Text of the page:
The Biggest Smallest Christmas Present

The Biggest Smallest Christmas Present by Harriet Muncaster.
G.P. Putnam's Sons Books for Young Readers, 2016.


I should have saved this one for Little Sis to review, as it is her favorite right now! She was already such a fan of Harriet Muncaster's Witch's Cat books, but this one really has her name written all over it!

It's about a little girl named Clementine. An extraordinary little girl...




... because Clementine is extraordinarily little!



She is so tiny that she bathes in a teacup and sleeps in a matchbox. Unfortunately, Santa Claus hasn't figured that out yet.


He brings her presents that would be perfect, if only they were scaled to her size! Her fairy dress-up set is lovely. One of the shoes replaces the matchbox as her bed!



Her mother suggests they write a message to Santa with icing on a gingerbread cookie. Santa doesn't get the message. He leaves a puppy!



She writes a message in the snow on her roof, but Santa misses that one, too.


(I joked with Little Sis that I could see her happily standing in the middle of a giant paintbox, too.)


At last, Clementine's parents have the perfect idea. They leave photos of Clementine enjoying her massive gifts through the years.


And this time, Santa leaves her another enormous present. Only this one turns out to be perfect for her. Can you guess what it might be?



Harriet Muncaster wrote on her blog that this was her first full-color 2D-illustrated picture book. While I adore her 3D stuff (those Witch's Cat books!), this book is just as whimsical and charming. We borrowed this one via interlibrary loan (thank you, Derby Public Library, just south of us!), but Little Sis has requested her own copy!

By the way, Harriet Muncaster's Instagram is one of my favorites!





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The Day Santa Stopped Believing in Harold

The Day Santa Stopped Believing in Harold by Maureen Fergus, illustrated by Cale Atkinson.
Tundra Books, 2016.

Happy St. Nicholas Day! I don't have an especially saintly book for you today. Instead, I have a Santa Claus title, and the Santa in this book isn't particularly saintly, either. It's a new favorite around our house, and you should definitely check it out!

You see, Santa is starting to doubt the existence of a boy named Harold. He wants to believe in Harold, but too many things just don't add up. He's sure, for instance, that Harold's mom writes his letters to Santa. And Harold looked so different when he visited last year. The elves and reindeer aren't helping with his disbelief. What a dilemma!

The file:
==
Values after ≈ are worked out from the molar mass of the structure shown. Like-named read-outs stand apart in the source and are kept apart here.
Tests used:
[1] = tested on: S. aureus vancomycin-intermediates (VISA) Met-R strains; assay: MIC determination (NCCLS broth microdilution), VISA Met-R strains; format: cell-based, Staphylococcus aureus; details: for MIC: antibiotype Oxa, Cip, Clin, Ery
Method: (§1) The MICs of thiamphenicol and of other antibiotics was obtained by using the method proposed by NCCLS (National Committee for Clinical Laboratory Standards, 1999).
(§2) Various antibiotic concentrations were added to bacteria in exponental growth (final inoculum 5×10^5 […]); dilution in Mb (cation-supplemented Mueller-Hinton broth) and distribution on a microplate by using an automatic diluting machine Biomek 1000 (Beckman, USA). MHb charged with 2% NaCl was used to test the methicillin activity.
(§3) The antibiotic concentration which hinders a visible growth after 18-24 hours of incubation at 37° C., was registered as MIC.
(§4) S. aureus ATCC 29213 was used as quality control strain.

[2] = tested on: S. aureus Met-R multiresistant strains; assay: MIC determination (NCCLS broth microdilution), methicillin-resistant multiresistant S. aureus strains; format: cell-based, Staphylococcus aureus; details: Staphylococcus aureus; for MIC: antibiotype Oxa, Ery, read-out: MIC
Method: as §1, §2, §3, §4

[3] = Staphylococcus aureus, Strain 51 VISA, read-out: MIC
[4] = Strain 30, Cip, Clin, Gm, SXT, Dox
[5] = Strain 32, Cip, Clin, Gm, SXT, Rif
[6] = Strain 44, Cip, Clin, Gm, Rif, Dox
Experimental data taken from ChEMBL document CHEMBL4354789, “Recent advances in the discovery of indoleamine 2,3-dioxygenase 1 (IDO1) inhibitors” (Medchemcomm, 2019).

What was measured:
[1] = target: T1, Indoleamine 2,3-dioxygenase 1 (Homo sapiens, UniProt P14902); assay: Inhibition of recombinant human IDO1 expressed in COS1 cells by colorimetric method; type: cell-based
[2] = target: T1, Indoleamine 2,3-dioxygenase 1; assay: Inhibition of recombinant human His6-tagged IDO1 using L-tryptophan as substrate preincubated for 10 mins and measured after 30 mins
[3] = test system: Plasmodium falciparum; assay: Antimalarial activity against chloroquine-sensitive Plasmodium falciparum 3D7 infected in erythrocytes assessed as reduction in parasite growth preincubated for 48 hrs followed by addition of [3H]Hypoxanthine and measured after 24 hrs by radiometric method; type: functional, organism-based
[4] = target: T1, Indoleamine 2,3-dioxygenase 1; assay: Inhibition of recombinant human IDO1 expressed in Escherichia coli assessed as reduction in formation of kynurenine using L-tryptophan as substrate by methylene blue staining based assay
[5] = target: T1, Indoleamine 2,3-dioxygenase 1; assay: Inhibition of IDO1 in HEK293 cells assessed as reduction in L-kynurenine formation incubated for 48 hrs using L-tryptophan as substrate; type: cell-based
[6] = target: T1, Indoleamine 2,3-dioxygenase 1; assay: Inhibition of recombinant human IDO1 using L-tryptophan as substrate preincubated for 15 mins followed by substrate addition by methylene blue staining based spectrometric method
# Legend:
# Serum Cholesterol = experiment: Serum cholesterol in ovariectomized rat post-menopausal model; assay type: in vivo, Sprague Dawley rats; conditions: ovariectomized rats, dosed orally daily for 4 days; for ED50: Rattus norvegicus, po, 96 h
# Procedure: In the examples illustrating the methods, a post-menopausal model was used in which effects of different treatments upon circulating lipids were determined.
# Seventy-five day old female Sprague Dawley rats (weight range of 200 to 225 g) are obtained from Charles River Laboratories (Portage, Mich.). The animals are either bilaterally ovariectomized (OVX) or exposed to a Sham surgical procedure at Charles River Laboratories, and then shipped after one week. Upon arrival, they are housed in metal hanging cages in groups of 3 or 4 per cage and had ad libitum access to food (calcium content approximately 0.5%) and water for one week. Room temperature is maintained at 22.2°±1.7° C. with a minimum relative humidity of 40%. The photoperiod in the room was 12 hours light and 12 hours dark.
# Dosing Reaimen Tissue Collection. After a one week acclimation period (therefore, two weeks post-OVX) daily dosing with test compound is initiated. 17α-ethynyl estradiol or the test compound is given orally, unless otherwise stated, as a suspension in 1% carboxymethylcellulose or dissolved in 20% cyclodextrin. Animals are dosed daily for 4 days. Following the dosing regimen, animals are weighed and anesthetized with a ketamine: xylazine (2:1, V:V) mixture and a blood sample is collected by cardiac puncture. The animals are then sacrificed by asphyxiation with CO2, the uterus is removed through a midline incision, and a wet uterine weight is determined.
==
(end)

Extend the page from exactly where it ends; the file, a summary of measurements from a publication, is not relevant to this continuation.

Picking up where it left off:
Meanwhile, Harold is having the exact same problem. He wants to believe in Santa, but he needs evidence!


So on Christmas Eve, but Harold and Santa plan to find out the truth once and for all!




This book is so cute and so funny. The illustrations pop! Mr. B and the girls had a blast reading it together. All three shoved it at me as soon as they finished. "You have to read this one NOW!" 💟





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The Christmas Cake in Search of Its Owner (Part Two)

The Christmas Cake in Search of Its Owner by Roger Duvoisin.
American Artists Group, 1941.

{This is the second half of the book. To view part one, click here.}

















So how about those sneaky grown-ups?! Everyone has a sweet tooth! And wasn't Aunt Annabelle so nice about the whole thing? Tee hee!


For more Roger Duvoisin, click here and here.


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The Christmas Cake in Search of Its Owner (Part One)

The Christmas Cake in Search of Its Owner by Roger Duvoisin.
American Artists Group, 1941.

I found this very small hardcover at an antique mall over the summer. Of course, I have a fondness for all things Roger Duvoisin, and it's a Christmas book to boot! It isn't in the best condition, and the pages are thin. The illustrations are black and white. Well, green and white, to be honest. It's a strange, charming little story, the kind you seldom find in modern picture books. American Artists Group, from what I can tell, is a greeting card company. I know Duvoisin was affiliated with them, and they published gift books. That's probably why I cannot seem to find any listings for editions other than this 1941 printing.

As it is very out of print, I wanted to share the whole thing with you. Because of its condition, I photographed the book. I wouldn't want to ruin the binding via the scanner.



















Stay tuned for Part 2!


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